By The Rev. Canon Phil Ashey
Chief Operating and Development Officer, American Anglican Council
posted January 23, 2012
Dear Friends in Christ,
I wish to make a view brief observations about the Report of the Archbishops of Canterbury and York to the Church of England General Synod which was released today and which we have published in this Update. As you will recall, this Report was requested by the CofE General Synod's response to a Private Member's Motion seeking recognition of the ACNA. The American Anglican Council was there at the Synod on behalf of the ACNA, both before and during the debate, to counter misinformation by TEC about the Anglican Church in North America (ACNA), and to provide updates on litigation, canonical abuses and the realignment of Anglicanism in North America. Our brief, "TEC: Unjust Episcopal Acts," clearly helped shape the debate.
The Report of the Archbishops is short, and with less clarity than you or I might have desired. But it reflects a particular culture that abhors a "winner-takes-all" outcome, having fought civil and religious wars where such an outcome was only narrowly averted, and with much bloodshed. In that light, here are some important observations about the Archbishops' report that are, on balance, positive for ACNA:
1. The ACNA as an institution was not rejected, as TEC and its proxies no doubt desired. Our Anglican "bona fides" will be subject to review and discussion while the wounds remain fresh from the realignment here in North America. The Archbishops state that the concept of membership in the Anglican Communion is not straightforward (Paragraph 8). Within that declaration, they discuss the role of both the ACC and the assent of 2/3 of the Primates of the Churches already listed in the current schedule of membership as providing a basis for membership. But in contrast to previous statements by ++Canterbury and the Secretary of the Anglican Communion, there is no insistence here upon the ACNA submitting an application to the ACC or following its "schedule" as necessary steps for recognition. I believe this is a significant concession between the lines to those who have challenged the purported authority of the ACC to make such decisions, especially in light of actual precedent where it was recognition by the Primates that gave membership within the Communion.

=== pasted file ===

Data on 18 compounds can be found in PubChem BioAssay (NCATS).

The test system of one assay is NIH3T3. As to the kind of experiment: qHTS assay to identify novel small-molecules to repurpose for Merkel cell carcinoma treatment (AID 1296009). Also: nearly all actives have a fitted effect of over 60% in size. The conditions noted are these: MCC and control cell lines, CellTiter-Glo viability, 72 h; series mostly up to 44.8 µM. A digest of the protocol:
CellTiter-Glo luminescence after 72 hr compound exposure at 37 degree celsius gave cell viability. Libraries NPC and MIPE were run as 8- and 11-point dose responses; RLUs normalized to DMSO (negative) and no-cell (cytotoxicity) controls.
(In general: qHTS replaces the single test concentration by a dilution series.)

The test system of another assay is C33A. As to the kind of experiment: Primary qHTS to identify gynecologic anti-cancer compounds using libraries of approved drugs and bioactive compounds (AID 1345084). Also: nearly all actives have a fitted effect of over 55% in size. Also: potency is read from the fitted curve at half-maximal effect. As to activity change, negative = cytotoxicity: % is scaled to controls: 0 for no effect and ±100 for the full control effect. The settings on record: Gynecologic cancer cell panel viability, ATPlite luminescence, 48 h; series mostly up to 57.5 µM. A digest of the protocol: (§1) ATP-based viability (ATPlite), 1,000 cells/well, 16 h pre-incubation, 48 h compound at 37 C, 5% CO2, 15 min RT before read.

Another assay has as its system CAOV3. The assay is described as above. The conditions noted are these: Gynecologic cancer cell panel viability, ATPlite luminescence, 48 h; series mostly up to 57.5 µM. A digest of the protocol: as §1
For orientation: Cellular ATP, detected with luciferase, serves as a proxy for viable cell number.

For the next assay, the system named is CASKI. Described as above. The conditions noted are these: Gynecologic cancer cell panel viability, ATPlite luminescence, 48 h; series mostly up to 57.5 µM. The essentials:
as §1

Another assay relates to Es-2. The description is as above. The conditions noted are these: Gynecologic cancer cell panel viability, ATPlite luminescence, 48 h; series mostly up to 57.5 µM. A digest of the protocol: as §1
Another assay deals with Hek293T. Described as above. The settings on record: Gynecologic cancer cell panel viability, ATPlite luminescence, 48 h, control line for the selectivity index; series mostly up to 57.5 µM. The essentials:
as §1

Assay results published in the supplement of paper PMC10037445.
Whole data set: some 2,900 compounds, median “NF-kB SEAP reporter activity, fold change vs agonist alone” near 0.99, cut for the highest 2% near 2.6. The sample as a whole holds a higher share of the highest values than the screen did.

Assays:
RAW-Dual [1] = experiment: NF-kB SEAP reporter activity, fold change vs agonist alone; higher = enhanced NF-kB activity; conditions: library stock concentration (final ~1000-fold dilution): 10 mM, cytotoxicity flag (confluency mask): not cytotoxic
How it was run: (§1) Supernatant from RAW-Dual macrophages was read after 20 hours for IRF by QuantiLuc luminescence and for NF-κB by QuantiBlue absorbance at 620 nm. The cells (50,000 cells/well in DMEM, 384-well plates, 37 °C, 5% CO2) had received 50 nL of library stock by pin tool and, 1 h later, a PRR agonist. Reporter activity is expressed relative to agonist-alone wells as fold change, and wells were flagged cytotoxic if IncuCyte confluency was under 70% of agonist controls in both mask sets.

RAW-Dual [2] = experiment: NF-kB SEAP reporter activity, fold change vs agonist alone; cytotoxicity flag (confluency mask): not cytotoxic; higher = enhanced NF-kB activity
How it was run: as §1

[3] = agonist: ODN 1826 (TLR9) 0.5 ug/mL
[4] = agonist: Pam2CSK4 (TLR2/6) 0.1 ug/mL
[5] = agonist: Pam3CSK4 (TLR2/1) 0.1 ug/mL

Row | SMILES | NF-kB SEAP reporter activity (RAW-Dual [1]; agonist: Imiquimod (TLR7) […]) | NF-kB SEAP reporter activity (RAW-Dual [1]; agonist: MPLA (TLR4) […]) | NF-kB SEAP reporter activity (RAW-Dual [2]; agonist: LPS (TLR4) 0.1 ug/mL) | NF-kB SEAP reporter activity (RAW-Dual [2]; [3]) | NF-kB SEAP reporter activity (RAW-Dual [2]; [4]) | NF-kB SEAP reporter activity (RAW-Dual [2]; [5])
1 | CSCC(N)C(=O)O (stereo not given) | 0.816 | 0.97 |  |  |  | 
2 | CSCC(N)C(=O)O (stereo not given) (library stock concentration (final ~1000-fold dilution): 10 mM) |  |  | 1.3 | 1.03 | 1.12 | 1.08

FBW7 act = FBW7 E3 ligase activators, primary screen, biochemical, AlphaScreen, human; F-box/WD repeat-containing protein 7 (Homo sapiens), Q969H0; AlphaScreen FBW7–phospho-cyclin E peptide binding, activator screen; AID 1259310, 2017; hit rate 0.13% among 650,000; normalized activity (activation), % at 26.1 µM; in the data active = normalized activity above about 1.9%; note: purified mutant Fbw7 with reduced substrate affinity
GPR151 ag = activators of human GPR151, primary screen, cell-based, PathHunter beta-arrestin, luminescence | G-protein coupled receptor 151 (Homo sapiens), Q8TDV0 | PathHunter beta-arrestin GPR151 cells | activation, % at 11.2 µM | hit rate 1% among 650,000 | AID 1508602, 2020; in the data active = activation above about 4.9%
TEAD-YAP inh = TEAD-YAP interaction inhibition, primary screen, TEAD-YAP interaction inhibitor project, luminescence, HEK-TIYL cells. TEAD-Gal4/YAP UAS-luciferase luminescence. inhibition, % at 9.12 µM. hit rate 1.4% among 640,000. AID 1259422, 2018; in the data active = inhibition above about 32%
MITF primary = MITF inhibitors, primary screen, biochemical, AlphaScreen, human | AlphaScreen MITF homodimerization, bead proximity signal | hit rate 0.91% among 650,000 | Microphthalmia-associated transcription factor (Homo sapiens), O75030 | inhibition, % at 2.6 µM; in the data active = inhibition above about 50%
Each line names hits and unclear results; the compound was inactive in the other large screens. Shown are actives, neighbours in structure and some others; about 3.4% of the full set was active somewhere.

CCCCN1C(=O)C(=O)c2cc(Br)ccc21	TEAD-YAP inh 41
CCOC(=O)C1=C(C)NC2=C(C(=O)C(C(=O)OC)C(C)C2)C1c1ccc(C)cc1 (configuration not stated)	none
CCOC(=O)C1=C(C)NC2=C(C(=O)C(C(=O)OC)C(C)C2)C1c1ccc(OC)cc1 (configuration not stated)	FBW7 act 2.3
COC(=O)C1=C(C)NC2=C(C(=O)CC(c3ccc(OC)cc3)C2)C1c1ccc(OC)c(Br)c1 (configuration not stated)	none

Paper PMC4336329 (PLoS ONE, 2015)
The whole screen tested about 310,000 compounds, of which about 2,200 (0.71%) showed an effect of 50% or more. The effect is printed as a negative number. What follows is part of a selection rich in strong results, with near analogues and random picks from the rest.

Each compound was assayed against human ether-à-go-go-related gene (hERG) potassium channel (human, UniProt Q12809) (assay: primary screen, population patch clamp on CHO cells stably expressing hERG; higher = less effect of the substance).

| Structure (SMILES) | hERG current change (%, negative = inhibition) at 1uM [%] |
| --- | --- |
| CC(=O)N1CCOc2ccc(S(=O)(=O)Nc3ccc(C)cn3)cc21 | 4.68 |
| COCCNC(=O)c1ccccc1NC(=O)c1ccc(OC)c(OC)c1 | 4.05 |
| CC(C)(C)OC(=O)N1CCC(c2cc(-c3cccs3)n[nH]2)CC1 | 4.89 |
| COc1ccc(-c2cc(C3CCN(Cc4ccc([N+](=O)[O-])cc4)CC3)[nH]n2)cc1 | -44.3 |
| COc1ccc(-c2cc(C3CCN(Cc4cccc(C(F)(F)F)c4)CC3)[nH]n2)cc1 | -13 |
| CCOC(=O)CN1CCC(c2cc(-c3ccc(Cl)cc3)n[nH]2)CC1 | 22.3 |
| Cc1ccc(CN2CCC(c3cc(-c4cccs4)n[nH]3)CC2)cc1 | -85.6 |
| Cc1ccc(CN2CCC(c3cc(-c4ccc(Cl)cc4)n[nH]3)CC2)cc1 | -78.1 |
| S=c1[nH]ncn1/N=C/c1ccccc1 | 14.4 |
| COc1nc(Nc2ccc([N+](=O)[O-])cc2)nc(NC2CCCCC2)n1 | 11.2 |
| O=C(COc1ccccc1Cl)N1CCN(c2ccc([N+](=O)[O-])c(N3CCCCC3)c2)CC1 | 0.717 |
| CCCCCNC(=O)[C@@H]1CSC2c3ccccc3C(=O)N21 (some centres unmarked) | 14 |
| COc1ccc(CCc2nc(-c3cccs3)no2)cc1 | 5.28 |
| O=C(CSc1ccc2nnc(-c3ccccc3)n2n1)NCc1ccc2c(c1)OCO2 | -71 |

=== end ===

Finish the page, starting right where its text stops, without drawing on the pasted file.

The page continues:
2. Given the likely wish of TEC to have the ACNA rejected, I believe it is a back-handed compliment to the development of the ACNA as an Anglican Church within the Communion that the Archbishops found it necessary to allay TEC and The Anglican Church of Canada's fears by reaffirming their communion with TEC and ACoC.
3. With respect to the question about the interchangeability of Holy Orders between ACNA and the Church of England, Paragraphs 11 and 21 make clear that the ministers of ACNA stand in exactly the same place in relation to the CofE as other clergy in the Communion.
Of course, this leaves many questions unanswered. If ACNA clergy seek to be licensed in the Church of England under the Overseas and Other Clergy (Ministry and Ordination) Measure of 1967, how will their applications be received? Will they be received and recognized? Or will they be delayed and put off like the clergy validly ordained in the Anglican Church of Kenya for the Anglican Mission in England, who are still waiting? We will be watching carefully to see how evenhandedly the Archbishops proceed, in keeping with the report.
Where then do we go from here? On mission, of course - to present Jesus Christ in the power of the Holy Spirit so that people everywhere (and particularly here in North America) will come to know Christ as Lord and to put their trust in Him as Savior, in the fellowship of the church! the rest